Double-barred finch

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Double-barred finch
Double-barred finch 8066-2.jpg
At the Gregory River, Queensland, Australia
Scientific classification edit
Kingdom: Animalia
Phylum: Chordata
Class: Aves
Order: Passeriformes
Family: Estrildidae
Genus: Taeniopygia
Species: T. bichenovii
Binomial name
Taeniopygia bichenovii
(Vigors & Horsfield, 1827)

The double-barred finch (Taeniopygia bichenovii) is an estrildid finch found in dry savannah, tropical (lowland) dry grassland and shrubland habitats in northern and eastern Australia. It is sometimes referred to as Bicheno's finch or as the owl finch, the latter of which owing to the dark ring of feathers around the face.


Nicholas Aylward Vigors and Thomas Horsfield described the double-barred finch in 1827. The specific epithet commemorates James Ebenezer Bicheno, a colonial secretary of Van Diemen's Land appointed in September 1842. There are two subspecies:

  • Taeniopygia bichenovii bichenovii of eastern Australia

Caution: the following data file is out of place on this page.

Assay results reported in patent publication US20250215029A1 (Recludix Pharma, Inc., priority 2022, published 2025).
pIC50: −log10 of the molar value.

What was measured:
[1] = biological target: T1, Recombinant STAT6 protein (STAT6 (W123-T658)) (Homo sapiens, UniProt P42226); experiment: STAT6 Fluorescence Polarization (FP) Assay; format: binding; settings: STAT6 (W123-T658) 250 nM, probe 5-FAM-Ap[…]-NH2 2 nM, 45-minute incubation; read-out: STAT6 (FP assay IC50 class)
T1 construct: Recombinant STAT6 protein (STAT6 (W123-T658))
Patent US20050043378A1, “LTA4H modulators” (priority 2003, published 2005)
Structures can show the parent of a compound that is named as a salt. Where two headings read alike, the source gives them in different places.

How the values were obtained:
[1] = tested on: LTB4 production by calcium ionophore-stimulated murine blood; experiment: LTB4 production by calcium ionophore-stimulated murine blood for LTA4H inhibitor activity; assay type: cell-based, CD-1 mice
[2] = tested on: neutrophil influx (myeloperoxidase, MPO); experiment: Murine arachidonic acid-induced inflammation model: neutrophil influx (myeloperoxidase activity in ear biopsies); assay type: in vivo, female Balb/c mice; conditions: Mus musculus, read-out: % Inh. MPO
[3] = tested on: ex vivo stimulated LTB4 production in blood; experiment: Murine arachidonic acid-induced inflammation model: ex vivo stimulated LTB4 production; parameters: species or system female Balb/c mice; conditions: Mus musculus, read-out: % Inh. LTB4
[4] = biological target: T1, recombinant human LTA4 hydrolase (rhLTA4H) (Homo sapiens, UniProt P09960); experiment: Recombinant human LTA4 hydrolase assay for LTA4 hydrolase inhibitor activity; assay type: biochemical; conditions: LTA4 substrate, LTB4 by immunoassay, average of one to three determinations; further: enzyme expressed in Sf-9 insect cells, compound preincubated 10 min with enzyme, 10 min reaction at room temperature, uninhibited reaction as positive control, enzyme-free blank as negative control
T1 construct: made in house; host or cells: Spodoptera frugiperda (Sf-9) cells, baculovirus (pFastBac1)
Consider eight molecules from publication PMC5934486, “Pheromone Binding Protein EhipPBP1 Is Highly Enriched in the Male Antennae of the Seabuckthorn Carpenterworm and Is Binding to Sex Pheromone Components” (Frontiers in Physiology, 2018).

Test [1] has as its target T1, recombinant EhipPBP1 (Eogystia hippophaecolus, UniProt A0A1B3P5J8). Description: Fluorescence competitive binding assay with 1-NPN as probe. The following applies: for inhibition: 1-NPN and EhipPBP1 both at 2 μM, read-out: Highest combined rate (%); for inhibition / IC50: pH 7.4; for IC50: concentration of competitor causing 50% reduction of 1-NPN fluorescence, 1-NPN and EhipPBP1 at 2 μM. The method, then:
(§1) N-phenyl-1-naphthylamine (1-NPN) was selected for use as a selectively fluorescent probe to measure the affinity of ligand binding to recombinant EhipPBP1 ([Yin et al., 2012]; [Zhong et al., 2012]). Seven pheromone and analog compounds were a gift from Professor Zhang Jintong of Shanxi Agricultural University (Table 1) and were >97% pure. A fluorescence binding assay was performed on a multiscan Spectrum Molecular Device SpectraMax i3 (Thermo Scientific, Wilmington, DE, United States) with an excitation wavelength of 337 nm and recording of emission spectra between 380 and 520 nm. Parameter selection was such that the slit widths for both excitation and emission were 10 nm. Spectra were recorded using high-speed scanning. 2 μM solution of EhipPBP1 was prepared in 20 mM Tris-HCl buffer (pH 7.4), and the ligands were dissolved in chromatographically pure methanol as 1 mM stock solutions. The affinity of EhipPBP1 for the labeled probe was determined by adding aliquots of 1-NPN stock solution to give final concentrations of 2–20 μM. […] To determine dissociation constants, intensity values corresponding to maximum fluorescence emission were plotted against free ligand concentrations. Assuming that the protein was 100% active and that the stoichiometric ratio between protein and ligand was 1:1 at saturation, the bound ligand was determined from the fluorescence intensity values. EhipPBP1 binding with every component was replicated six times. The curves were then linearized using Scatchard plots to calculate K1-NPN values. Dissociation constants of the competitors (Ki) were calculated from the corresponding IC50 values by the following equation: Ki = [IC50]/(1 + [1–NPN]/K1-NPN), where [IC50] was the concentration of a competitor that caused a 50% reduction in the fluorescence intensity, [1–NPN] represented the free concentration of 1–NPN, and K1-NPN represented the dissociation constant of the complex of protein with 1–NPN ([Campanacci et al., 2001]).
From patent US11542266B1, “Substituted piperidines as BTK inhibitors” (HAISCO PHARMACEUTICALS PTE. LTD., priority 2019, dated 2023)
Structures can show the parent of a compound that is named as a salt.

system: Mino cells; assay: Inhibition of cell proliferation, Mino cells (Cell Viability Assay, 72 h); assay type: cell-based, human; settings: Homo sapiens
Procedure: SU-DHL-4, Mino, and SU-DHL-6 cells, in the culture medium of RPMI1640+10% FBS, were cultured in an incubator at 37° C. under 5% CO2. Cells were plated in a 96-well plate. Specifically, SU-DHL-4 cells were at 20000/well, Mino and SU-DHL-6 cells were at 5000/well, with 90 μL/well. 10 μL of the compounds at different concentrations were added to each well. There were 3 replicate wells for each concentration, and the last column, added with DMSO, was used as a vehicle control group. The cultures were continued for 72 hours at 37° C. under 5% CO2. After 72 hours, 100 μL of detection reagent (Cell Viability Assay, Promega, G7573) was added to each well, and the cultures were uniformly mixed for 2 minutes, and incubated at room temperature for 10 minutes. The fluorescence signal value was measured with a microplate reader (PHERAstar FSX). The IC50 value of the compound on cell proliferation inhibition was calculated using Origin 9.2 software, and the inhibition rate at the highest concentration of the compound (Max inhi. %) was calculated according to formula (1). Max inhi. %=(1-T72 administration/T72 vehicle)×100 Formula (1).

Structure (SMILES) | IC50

• Taeniopygia bichenovii annulosa of northern and northwestern Australia, described by John Gould in 1840.


The double-barred finch is a 10–11 cm long munia-like bird. It has a white face bordered with black, brown upperparts and throat, and white underparts. The throat and underparts are separated by another black line. The wings are patterned in brown and white. The sexes are similar, but juveniles are duller and browner. A less common subspecies with brown or black underparts is known to exist.


The double-barred finch is granivorous and highly gregarious. Nests are built in grass, bushes or low trees, with four to six eggs laid per clutch. The call is a soft tet or a louder peew, and the song is a soft fluting, which is somewhat like the zebra finch.


Origin and phylogeny has been obtained by Antonio Arnaiz-Villena et al.[2] Estrildinae may have originated in India and dispersed thereafter (towards Africa and Pacific Ocean habitats).



  1. ^ BirdLife International (2012). "Taeniopygia bichenovii". IUCN Red List of Threatened Species. Version 2013.2. International Union for Conservation of Nature. Retrieved 26 November 2013.
  2. ^ Arnaiz-Villena, A; Ruiz-del-Valle V; Gomez-Prieto P; Reguera R; Parga-Lozano C; Serrano-Vela I (2009). "Estrildinae Finches (Aves, Passeriformes) from Africa, South Asia and Australia: a Molecular Phylogeographic Study" (PDF). The Open Ornithology Journal. 2: 29–36. doi:10.2174/1874453200902010029. Archived from the original (PDF) on 2012-03-18.

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